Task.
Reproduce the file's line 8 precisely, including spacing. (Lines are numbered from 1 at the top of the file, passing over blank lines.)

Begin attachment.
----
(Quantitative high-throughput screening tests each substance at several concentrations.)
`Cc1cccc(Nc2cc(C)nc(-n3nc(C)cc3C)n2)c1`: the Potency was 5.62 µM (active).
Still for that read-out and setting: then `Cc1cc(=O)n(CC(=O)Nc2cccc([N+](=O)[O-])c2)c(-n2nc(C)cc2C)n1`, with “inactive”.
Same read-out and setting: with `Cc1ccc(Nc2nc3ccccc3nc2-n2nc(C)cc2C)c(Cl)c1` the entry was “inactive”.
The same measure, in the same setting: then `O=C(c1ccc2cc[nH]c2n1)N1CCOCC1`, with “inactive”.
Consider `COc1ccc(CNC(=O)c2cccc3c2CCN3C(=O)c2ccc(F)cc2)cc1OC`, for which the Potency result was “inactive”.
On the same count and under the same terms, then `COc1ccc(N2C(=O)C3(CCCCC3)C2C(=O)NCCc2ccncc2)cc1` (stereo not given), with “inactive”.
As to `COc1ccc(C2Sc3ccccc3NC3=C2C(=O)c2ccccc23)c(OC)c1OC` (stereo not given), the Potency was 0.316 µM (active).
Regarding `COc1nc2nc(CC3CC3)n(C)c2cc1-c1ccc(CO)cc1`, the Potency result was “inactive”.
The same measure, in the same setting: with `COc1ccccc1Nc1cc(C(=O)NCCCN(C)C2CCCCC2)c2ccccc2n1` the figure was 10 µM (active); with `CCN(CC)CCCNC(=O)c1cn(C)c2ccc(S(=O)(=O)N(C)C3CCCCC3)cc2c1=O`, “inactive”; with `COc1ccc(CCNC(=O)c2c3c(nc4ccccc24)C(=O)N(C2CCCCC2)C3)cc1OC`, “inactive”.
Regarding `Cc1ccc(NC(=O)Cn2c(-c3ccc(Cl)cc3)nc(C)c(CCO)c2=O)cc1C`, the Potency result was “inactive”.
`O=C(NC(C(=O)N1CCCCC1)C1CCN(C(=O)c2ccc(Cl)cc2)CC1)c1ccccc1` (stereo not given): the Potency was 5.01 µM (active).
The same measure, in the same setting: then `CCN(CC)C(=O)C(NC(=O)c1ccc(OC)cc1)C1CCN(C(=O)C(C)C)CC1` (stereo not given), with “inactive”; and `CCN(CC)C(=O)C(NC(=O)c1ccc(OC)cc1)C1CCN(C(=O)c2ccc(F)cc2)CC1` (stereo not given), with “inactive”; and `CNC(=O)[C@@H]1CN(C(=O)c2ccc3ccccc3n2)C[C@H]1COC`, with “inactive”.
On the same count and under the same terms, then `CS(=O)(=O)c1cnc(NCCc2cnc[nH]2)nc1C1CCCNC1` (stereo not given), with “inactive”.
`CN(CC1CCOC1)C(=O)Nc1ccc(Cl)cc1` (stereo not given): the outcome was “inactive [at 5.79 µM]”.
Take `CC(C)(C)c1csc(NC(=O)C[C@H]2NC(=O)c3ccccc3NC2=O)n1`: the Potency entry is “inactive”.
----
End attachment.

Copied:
As to `COc1ccc(C2Sc3ccccc3NC3=C2C(=O)c2ccccc23)c(OC)c1OC` (stereo not given), the Potency was 0.316 µM (active).